Skip to 3 minutes and 54 secondsAnd people who didn't attend that church, right, or people who are of that religion would be more likely to appear on that list than people who are not. And so if you were to draw inferences directly from that list-- as you said, take it at face value or sort of treat it as representative-- you might, for example-- in this sort of contrived example-- end up inferring that, say, people who are of that religion or do attend that church were killed at a much higher rate than people who are not. But that actually might not be the case. It might just be the case that they are more likely to report to that particular list.

Skip to 4 minutes and 22 secondsThose are the ones that the people compiling the list were looking for. Yes. And documenting. And so it gets very hard to disentangle the sorts of things we want to understand. Was there targeting of this specific group? Right? It's hard to disentangle. Were they more likely to be reported or were they more likely to be killed? And so when we have multiple different organisations doing this sort of documentation, we can use capture-recapture or multiple systems estimation-- it's a statistical methodology that goes by multiple names, depending on the field it comes from or sort of your background in dealing with it-- to estimate the number of people who appeared on none the lists.

Skip to 4 minutes and 56 secondsSo for example, say we have one church group documenting; we have one NGO documenting; we have one government list documenting. How this works is you take all of those different lists and then you calculate the overlaps among those lists. So you say 25 people were documented by all three of those groups. 10 people were documented by the first two but not a third one. Something like that. So you end up coming up with all of these various overlaps, and then using statistical modelling-- it's a little bit more principled than how I'm describing it now-- but you could estimate the number of people who appeared on none of those lists.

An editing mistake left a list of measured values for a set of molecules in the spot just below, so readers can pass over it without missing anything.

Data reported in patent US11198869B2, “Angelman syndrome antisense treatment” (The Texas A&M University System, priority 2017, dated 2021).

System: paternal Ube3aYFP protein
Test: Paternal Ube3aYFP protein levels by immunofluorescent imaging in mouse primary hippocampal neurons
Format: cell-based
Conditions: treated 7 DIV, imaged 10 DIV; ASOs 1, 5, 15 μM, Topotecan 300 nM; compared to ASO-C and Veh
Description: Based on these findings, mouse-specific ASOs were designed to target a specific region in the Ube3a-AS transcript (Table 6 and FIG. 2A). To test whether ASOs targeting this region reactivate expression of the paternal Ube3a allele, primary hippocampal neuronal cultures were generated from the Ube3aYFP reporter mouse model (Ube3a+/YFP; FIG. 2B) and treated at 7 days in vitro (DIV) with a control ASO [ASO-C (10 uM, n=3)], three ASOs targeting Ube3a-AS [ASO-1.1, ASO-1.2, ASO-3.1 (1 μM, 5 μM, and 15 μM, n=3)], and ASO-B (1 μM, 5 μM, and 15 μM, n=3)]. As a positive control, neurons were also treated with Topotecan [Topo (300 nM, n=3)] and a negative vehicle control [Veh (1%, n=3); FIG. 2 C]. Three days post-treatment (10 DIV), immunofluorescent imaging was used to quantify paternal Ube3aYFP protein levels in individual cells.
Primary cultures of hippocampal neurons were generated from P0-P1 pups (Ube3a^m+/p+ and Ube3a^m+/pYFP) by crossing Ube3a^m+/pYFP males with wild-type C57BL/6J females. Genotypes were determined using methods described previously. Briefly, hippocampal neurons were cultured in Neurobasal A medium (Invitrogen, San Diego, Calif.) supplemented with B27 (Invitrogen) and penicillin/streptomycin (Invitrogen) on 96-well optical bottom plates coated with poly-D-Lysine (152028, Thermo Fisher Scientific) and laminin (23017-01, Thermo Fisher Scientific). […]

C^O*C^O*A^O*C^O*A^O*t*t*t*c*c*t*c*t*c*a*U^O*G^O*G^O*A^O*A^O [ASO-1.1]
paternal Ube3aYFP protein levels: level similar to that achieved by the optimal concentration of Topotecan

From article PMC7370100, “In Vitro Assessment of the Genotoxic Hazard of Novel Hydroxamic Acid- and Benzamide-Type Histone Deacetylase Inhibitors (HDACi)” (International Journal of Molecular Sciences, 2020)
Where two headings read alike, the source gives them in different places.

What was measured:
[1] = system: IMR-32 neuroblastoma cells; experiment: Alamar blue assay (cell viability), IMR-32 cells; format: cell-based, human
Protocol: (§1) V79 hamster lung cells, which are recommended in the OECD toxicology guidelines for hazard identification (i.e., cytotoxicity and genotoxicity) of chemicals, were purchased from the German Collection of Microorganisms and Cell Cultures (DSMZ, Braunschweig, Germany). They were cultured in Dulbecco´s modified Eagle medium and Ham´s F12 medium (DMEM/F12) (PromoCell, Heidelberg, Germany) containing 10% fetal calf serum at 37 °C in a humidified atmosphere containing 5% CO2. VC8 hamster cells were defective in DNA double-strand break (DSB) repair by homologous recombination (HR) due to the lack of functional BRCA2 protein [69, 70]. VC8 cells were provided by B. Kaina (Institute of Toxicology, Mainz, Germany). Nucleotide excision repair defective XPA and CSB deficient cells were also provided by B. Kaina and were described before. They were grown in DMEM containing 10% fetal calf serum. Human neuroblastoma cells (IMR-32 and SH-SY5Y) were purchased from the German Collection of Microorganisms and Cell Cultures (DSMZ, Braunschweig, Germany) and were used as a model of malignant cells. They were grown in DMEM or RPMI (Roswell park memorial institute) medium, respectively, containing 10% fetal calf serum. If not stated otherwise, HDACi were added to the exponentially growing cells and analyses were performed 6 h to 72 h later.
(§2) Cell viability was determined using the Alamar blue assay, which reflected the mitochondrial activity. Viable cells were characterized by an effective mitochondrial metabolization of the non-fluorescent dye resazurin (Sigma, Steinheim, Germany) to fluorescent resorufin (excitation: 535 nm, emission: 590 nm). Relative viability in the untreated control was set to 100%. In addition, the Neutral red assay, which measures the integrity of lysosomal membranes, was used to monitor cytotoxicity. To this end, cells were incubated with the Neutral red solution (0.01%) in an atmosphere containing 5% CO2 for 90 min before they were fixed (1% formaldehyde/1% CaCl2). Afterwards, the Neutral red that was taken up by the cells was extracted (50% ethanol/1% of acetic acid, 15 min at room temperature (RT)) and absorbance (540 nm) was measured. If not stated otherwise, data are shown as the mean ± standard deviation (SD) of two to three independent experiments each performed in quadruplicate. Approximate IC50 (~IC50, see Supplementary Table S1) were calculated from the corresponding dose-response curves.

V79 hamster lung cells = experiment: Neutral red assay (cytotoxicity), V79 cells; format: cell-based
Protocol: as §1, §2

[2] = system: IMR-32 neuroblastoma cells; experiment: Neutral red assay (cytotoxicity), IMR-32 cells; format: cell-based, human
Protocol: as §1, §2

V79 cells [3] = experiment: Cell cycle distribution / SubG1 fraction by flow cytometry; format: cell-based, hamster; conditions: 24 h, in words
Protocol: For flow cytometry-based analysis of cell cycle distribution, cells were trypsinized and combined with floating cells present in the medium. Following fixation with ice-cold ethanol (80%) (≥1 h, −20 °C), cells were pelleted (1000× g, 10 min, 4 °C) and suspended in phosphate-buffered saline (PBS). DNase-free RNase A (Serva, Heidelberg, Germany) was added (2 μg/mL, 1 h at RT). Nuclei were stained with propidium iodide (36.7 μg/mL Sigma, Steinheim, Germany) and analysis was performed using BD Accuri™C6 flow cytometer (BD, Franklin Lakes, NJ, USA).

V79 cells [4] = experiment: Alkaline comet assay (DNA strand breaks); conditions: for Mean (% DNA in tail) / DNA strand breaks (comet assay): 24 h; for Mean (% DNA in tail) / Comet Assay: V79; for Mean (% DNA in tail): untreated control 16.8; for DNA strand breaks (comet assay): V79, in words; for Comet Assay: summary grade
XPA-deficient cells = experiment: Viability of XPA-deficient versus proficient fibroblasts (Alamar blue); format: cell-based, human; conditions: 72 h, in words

Skip to 5 minutes and 33 secondsAnd sort of the intuition behind this is that if there is a lot of-- in general-- this is obviously sort of a cartoon version of this. It is a principled, statistical methodology. But if there are a lot of overlaps, then you would expect that the lists combined have gotten most of the killings. Whereas, if there is not that much overlap among the lists, well, there's probably a lot more out there to be documented that none of them have gotten. And so by stratifyings-- that means dividing up into different groups-- we can get estimates of, say, the number of people killed, make an estimate for group A. Make a separate estimate for group B.

Skip to 6 minutes and 3 secondsThen, we can make comparisons of the number of people killed from group A versus Group B, even in cases where, say, group A is much more likely to be documented than group B. And so we sort of can model our way around, in some cases, that problem that I was talking about where you can't disentangle was group A more likely to be killed or just more likely to be reported. OK. Thank you very much. Oh, yeah. Sure. It was my pleasure. That was a good interview. Thanks.

Kristian Lum on capture-recapture

In this clip I interview Kristian Lum, lead statistician at the Human Rights Data Analysis Group.

I underline here what I view as Kristian’s main point in this interview. She believes that the primary contribution the field of statistics can make to the field of war-death accounting is to help us understand violence patterns. These can be patterns over time, space, characteristics of perpetrators and victims or other features we might be interested in. She argues that the true contours of these patterns may get distorted in even high-quality casualty recording projects. However, she continues, capture-recapture estimation can reduce such distortions.

So Kristian does not view the estimation of the total number of deaths as the most important thing. She is much more interested in understanding patterns.

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This video is from the free online course:

Accounting for Death in War: Separating Fact from Fiction

Royal Holloway, University of London